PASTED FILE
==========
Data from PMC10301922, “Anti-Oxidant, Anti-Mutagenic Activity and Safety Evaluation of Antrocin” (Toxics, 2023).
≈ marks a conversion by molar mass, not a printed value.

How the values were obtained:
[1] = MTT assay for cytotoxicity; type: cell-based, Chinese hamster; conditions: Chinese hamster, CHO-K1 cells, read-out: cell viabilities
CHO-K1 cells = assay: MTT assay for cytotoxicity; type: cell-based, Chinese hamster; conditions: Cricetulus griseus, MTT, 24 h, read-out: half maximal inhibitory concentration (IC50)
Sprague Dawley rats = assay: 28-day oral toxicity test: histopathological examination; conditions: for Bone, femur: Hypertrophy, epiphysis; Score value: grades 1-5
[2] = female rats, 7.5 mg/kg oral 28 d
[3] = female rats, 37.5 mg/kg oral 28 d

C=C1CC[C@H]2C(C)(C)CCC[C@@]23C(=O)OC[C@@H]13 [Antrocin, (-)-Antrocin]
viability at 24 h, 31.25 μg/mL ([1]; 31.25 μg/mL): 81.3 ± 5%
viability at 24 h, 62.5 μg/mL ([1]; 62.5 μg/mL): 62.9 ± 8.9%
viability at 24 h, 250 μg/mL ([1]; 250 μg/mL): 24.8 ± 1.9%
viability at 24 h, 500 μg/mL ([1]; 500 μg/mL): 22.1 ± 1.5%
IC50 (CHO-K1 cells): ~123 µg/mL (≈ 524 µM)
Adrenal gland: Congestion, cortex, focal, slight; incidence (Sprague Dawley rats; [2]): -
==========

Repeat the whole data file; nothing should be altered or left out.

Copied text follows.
Data from PMC10301922, “Anti-Oxidant, Anti-Mutagenic Activity and Safety Evaluation of Antrocin” (Toxics, 2023).
≈ marks a conversion by molar mass, not a printed value.

How the values were obtained:
[1] = MTT assay for cytotoxicity; type: cell-based, Chinese hamster; conditions: Chinese hamster, CHO-K1 cells, read-out: cell viabilities
CHO-K1 cells = assay: MTT assay for cytotoxicity; type: cell-based, Chinese hamster; conditions: Cricetulus griseus, MTT, 24 h, read-out: half maximal inhibitory concentration (IC50)
Sprague Dawley rats = assay: 28-day oral toxicity test: histopathological examination; conditions: for Bone, femur: Hypertrophy, epiphysis; Score value: grades 1-5
[2] = female rats, 7.5 mg/kg oral 28 d
[3] = female rats, 37.5 mg/kg oral 28 d

C=C1CC[C@H]2C(C)(C)CCC[C@@]23C(=O)OC[C@@H]13 [Antrocin, (-)-Antrocin]
viability at 24 h, 31.25 μg/mL ([1]; 31.25 μg/mL): 81.3 ± 5%
viability at 24 h, 62.5 μg/mL ([1]; 62.5 μg/mL): 62.9 ± 8.9%
viability at 24 h, 250 μg/mL ([1]; 250 μg/mL): 24.8 ± 1.9%
viability at 24 h, 500 μg/mL ([1]; 500 μg/mL): 22.1 ± 1.5%
IC50 (CHO-K1 cells): ~123 µg/mL (≈ 524 µM)
Adrenal gland: Congestion, cortex, focal, slight; incidence (Sprague Dawley rats; [2]): -